Oberweis or Gidwitz, of differing stripes, probably won't win, but will at least bring the base to the polls.

This isn't rocket science, and I'm not the only one in IL saying this.

Posted by: Bruno at March 1, 2006 10:48 AM


The immortal words of the old mayor Daley when asked why his candidates lost come to mind.

"He didn't get enough votes"

Conservatives didn't blow 1992. The poltroon GHWB did. He's the idiot who never saw a supermarket scanner. He's the idiot who looked at his watch during a debate. He's the idiot who thought his Yale breeding made him a better man than Ronaldus Magnus. He's the idiot who made a pledge he had no intention of keeping. He's the idiot who thought a 90% approval rating in 1991 would allow him to coast to victory.

Bush1 blew 1992. (and yes, I voted for him)

Posted by: Bruno at March 1, 2006 10:56 AM

And where does Ross Perot fit in your estimation of the 1992 election?

Posted by: Genecis at March 1, 2006 11:25 AM


Of course it is better to have President McCain than President Kerry.

Posted by: oj at March 1, 2006 11:29 AM


Perot gave them an easy out--they didn't actually have to vote for Clinton, though many, led by Safire, did.

Posted by: oj at March 1, 2006 11:30 AM


He governed just like Reagan and the Right couldn't forgive him for it.

Posted by: oj at March 1, 2006 11:32 AM

Mr. Judd;

Even if he undoes all of President Bush's efforts? Cancels the Ownership Society efforts, reinvigorates the Realists at the State Department, gives the UN a veto over our foreign policy, props up Middle East dictators against the forces of liberal democracy, goes isolationist and nativist? Is there no set of policies McCain could adopt that would make him worse than Kerry?

I'm sure you'll duck and weave by saying "But McCain wouldn't do that", but that kind of thing is not hypothetical here in IL, where I can remember gubernatorial elections where the Democratic Party candidate was, in fact, clear more conservative than the Republican Party nominee.

Posted by: Annoying Old Guy at March 1, 2006 11:45 AM


Let us grant, no matter how inane, that a President McCain might want to do all those things. How would he with a GOP Congress, one as powerful as a GOP that can carry IL will be?

Posted by: oj at March 1, 2006 11:51 AM

A lot of the value of the Presidency is in the appointment power, particularly to second-tier jobs. That's where any conceivable GOP president beats any conceivable Dem president.

Posted by: David Cohen at March 1, 2006 12:37 PM


No, really, they're perfectly happy with Breyer and Ginsburg....

Posted by: oj at March 1, 2006 12:41 PM

He's the idiot who never saw a supermarket scanner."

Anyone who doesn't know by now that this isn't true should be more judicious in their use of the term "idiot".

Posted by: Raoul Ortega at March 1, 2006 12:51 PM


It's the caricature of GHWB they hate, as it's the caricature of Reagan they love.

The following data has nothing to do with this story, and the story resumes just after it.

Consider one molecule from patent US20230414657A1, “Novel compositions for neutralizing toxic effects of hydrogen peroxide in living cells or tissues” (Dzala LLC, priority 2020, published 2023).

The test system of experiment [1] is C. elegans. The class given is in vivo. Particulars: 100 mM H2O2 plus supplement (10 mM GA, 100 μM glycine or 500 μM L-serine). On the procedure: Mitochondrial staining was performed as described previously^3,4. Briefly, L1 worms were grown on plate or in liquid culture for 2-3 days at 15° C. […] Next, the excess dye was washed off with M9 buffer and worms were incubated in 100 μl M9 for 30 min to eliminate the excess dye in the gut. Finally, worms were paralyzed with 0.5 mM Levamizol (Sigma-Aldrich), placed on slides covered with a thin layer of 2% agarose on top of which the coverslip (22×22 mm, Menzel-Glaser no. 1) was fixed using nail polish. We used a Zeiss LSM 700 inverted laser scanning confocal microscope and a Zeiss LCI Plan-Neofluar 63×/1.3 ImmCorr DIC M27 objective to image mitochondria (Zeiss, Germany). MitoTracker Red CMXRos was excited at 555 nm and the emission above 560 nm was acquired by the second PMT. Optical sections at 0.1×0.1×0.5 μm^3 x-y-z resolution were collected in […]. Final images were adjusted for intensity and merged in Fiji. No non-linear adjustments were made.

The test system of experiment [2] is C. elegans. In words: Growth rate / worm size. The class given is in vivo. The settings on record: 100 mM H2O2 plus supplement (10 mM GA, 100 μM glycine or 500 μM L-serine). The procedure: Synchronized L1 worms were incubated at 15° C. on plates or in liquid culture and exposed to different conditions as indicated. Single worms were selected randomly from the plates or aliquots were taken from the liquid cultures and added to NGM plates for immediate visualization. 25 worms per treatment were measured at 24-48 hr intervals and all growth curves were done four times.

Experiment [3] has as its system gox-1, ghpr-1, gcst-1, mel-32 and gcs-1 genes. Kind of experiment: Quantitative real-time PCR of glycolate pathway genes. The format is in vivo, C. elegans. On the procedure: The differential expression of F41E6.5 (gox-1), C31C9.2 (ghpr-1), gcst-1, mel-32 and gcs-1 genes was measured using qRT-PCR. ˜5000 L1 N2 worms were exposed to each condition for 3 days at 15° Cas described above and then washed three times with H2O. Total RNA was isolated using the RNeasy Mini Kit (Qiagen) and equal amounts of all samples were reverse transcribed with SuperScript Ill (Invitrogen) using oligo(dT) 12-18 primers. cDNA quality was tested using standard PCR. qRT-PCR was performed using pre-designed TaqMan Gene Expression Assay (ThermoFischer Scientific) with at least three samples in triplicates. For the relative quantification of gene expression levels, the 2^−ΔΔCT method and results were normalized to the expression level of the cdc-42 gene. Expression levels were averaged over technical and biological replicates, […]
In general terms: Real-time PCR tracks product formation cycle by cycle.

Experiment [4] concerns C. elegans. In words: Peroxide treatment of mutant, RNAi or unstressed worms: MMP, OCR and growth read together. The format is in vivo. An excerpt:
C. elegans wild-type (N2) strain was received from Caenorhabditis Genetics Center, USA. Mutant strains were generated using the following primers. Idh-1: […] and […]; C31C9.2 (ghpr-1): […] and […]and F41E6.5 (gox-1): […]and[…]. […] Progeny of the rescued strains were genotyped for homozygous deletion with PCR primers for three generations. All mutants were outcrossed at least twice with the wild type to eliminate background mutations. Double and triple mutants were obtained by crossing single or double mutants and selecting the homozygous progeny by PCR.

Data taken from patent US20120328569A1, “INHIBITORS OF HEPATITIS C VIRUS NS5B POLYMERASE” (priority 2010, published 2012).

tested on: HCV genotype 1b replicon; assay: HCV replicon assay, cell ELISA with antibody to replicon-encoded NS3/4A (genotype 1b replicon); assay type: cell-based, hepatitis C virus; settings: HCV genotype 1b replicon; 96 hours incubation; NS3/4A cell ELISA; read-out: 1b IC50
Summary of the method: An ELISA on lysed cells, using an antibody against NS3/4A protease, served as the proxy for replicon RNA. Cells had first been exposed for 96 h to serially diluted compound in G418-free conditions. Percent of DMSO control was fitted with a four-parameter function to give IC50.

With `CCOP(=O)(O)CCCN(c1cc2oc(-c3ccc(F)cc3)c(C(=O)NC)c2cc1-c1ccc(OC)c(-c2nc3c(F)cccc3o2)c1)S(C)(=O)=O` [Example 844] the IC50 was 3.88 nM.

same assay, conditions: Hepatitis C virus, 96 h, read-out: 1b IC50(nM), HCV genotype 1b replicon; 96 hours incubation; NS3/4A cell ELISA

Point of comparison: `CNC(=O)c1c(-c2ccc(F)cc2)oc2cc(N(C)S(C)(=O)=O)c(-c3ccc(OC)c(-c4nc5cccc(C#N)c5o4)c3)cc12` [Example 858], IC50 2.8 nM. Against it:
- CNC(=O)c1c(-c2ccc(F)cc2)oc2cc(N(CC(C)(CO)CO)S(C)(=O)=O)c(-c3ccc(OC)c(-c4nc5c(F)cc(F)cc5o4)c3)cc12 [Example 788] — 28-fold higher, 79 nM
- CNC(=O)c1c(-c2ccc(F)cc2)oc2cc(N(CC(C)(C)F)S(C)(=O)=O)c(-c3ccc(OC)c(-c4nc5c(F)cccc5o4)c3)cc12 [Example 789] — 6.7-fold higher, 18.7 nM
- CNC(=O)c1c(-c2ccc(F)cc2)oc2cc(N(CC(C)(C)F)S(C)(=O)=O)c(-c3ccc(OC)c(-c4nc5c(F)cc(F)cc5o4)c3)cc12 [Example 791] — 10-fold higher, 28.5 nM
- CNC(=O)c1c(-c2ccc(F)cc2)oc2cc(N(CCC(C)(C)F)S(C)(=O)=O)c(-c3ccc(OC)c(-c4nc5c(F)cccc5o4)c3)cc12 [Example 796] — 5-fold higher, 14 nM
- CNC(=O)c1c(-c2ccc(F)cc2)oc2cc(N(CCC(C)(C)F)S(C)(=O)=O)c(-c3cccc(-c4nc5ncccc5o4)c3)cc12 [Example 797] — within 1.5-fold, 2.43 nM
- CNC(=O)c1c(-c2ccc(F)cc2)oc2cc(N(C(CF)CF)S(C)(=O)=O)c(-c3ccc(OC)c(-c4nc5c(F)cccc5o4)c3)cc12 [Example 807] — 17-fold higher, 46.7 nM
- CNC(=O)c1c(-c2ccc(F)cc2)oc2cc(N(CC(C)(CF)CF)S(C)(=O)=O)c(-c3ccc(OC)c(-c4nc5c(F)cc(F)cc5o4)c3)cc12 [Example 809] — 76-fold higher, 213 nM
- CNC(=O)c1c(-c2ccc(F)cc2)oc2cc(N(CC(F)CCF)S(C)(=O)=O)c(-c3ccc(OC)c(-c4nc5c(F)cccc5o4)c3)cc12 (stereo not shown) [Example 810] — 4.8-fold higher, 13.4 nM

Posted by: oj at March 1, 2006 1:11 PM

GHWB was defeated by the MSM.

Posted by: Gideon at March 1, 2006 1:34 PM

Mr. Judd;

You mean that same GOP Congressional delegation that you have posted about going all wobbly on so many issues?

However, that's a moot point because here in IL there is a Democratic majority in both state legislatures and the GOP delegation is hardly one that would restrain a bad GOP governor (or at least, they've never done so in the past).

In the end however, you seem to be saying that the actual policies of state or national executive nominee are completely irrelevant. Why, then, do you spend so much posting effort on President Bush's, if they are so meaningless?

Posted by: Annoying Old Guy at March 1, 2006 1:37 PM

You'll not change the IL legislature by having conservatives vote Democrat.

Congress wobbles and then does what W tells them to, that's why he hasn't had to use the veto.

Your policies matter but if you don't win elections they don't.

Posted by: oj at March 1, 2006 1:43 PM

GHWB was defeated by the MSM? OK, I'll buy that.

Ronald Reagan and W weren't defeated by them. At some point, politcians need to take responsibility for their campaigns.

Posted by: Bruno at March 1, 2006 5:00 PM


Obviously, I agree that "you have to win elections" to have your policies matter.

Topinka will dramatically cut consevative turnout in the general, hence losing Rs seats in both houses (you could debate this, I suppose, but many commentators here are in agreement on this)

My view is that it is better to have the legislature stay the same mix with 4 more years of 'lightning' Rod than to have a "Republican Clone" of Rod (Topinka is anti-Marriage, Anti-Life, Pro-Tax&Spend, anti-School Choice, etc. etc.) with 4-8 fewer Republicans in the legislature.

You are correct about elections. I'm trying to win 4-8 seats that Topinka will lose for us, should she win.

Posted by: Bruno at March 2, 2006 12:25 PM

The theory that the top of the ticket winning is bad down ticket is lunatic.

Posted by: oj at March 2, 2006 1:27 PM